Third, Dr. Hu audaciously suggests that the United States “cooperate calmly” with China to rewrite the maritime rules. It seems likely that the author intended to redirect the debate over the South China Sea away from the current focus on the legality of claims and actions at sea. His proposal essentially calls to establish a “gentlemen’s agreement” that might be used as a proof of American agreement with China – allowing Beijing to sidestep the 2016 arbitral tribunal award, and to revise the United Nations Convention on the Law of the Sea 1982 (UNCLOS) in China’s favor. It is fair to say that UNCLOS is a package deal, which was carefully drafted and adopted based on a delicate balance of the interests, rights, and duties of coastal states, noncoastal states, and the international community. So it is not up to the United States and China alone to change it, but requires specific procedures and consensus from all parties, with the logics and process being different from those of power politics.
It is natural to expect the United States and China to play a leading role in building a sustainable security architecture in the Indo-Pacific. However, it is inappropriate to look at the issue from the lens of 19th century great power politics, which aimed to divide the world into spheres of influence at the expense of other states’ interests. The following are several take-away counterproposals.
First, the United States and China should seriously take into account other states’ positions and interests. They should participate constructively in ASEAN-led arrangements while working together to improve regional and global multilateral mechanisms/institutions for effectively coping with transnational and cross-cutting challenges, for example the COVID-19 pandemic. They should also work together to maintain order at sea based on international laws and norms, particularly UNCLOS. The great powers should not use physical might to coerce and intimidate the weaker ones, but wield influence in a healthy manner.
Second, the United States and China should steer away from the power-based structure and promote a trust-based one. At the end of the day, the support of the wider international community matters. When big powers seek to maximize power through bolstering military might and flexing muscle, fear and suspicion will widely spread in the region. Other states will worry about being drawn into the “clash of the titans” and having to take side. The big powers, therefore, need to engage in deeper confidence-building measures so as to build trust — not only between themselves, but also in the rest of the region.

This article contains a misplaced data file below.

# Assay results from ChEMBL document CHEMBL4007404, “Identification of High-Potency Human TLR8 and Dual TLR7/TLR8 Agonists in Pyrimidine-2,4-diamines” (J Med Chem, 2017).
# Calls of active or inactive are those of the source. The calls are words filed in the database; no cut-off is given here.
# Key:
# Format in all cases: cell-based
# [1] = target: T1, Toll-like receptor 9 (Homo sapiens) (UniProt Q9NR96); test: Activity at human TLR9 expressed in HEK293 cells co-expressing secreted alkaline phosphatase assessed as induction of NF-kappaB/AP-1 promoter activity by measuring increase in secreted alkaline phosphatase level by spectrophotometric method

Third and accordingly, the two powers should refrain from unlawful military activities in the East Asian maritime domains and turn them into seas of peace and cooperation. China should exercise self-restraint and stop militarization, coercion, and intimidation in order to create a conducive environment for continuing Code of Conduct negotiations in good faith. Confidence-building measures should be promoted with cooperation on nonsensitive issues in accordance with international law, including UNCLOS.
If the East Asian seas continue to be stirred up by “might-makes-right” behavior, the proposal for shedding a position of neutrality will gain more prominence. International efforts to support the Southeast Asian littoral states will be beefed up to help them defend their sovereignty and legitimate maritime entitlements. International law and the maritime order should be upheld as everyone has an interest in navigating freely and safely through the East Asian seas. Therefore, any attempt to reverse history back to rude power-based politics would soon hit a wall.
Thuc D. Pham is a researcher at the Diplomatic Academy of Vietnam. The opinions expressed in the article are those of the author and don’t necessarily represent the views of institutions to which he is attached. He would like to extend profound gratitude to Tung V. Nguyen, Son H. Nguyen and Hai T. Do for their comments and assistance.
The paper was published by The Diplomat